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I was impossibly excited to become more a more able spanish speaker, and apprehensive on the 20 minute walk from armando´s house where the students had just had lunch. I expected to do lots of grammar with a strict teacher and at first that´s how I felt when I sat down with Nely a 29 year old mother who drove in from Xela and was the only teacher not wearing a traditional Huipile. We sat down and she asked me a few questions about my family and I though alright not so bad. Then Nely started requring me to give her lists of every animal, fruit, color, part of the body that I knew-- for a girl under pressure this was a dissaster! It´s funny to think back on those first stressful hours when I told her I wanted to work on my grammar... that very afternoon I had the best conversation in spanish yet with Nely when we walked back to Armando´s, her patience was incredible and there was never a silent moment. Our 3-4 hour spanish lessons were some of my favorite moments in Pachaj and my maestro, Nely my closest connection and the hardest person to leave behind. My favorite moments with Nely were in the pick up on the way to the market as we pointed out animals and objects and worked on my impossible accent.  A day that is still my favorite is the day that we decided to go outside. For over two hours we walked around Pachaj and sat cross legged on the roof talking about everything from Guatemalan folklore and Holidays to the a personal conversation about political views and the corruption of the Guatemalan Government and Police to the problems that the U.S. government faces as well. We talked about the opression of women in Guatemala and on the last day she brought an article for me to read on Women in Guatemalan society. I was touched at her notion to apply my interests to the lesson. She has made an incredible impact on me. I wish I could explain in more detail her impact but I have to go because we are late to dinner and several blocks from the hotel! Adios!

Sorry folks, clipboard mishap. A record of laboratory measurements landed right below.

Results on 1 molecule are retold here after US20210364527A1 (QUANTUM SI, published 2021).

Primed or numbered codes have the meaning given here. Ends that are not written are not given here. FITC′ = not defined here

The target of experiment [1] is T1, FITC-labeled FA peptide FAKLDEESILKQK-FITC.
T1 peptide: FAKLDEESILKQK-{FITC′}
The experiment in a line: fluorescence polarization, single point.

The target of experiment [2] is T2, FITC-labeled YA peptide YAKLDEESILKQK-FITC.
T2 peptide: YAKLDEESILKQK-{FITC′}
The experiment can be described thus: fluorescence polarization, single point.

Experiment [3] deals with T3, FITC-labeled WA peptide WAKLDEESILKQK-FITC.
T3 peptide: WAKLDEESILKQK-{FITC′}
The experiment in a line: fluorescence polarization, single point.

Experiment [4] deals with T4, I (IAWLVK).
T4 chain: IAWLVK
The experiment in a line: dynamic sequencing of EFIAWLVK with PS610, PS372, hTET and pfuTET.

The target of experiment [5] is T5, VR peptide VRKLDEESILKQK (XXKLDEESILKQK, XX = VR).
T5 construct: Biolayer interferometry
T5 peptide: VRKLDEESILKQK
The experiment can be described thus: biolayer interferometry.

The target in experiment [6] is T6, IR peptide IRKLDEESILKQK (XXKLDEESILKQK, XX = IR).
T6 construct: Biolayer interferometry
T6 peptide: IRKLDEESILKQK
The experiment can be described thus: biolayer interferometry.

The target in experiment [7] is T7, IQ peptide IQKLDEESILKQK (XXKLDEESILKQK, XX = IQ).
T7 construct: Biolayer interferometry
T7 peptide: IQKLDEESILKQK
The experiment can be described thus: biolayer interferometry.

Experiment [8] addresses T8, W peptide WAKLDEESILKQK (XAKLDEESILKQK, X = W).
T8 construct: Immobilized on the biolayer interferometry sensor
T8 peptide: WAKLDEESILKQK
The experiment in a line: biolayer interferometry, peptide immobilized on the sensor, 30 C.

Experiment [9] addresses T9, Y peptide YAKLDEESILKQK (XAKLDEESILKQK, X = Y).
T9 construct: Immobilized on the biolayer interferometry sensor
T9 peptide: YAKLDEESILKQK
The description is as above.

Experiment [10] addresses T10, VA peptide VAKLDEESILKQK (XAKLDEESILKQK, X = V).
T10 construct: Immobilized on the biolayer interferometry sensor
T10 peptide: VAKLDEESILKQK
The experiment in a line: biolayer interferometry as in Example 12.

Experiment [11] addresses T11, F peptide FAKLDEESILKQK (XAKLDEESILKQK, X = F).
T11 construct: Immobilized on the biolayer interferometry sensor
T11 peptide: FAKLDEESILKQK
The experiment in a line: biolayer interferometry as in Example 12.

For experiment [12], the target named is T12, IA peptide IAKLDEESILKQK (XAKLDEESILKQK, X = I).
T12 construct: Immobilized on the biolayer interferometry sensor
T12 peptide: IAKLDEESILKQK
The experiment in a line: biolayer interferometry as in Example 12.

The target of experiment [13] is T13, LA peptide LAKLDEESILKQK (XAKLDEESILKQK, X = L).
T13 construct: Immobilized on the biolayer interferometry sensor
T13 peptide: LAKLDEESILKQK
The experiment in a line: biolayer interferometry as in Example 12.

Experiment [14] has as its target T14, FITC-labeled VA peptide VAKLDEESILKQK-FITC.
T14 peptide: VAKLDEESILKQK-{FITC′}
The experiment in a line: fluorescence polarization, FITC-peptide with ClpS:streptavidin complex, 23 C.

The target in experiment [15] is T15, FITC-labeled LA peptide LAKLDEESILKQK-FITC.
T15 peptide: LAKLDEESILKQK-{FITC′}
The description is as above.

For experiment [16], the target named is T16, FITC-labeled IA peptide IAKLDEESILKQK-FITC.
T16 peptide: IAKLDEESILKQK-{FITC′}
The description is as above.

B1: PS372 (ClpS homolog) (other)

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Mekong Semester, Fall 2009

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Mi Maestra

Malia Demers,Mekong Semester, Fall 2009

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I was impossibly excited to become more a more able spanish speaker, and apprehensive on the 20 minute walk from armando´s house where the students had just had lunch. I expected to do lots of grammar with a strict teacher and at first that´s how I felt when I sat down with Nely a 29 […]

Posted On

04/18/13

Author

Malia Demers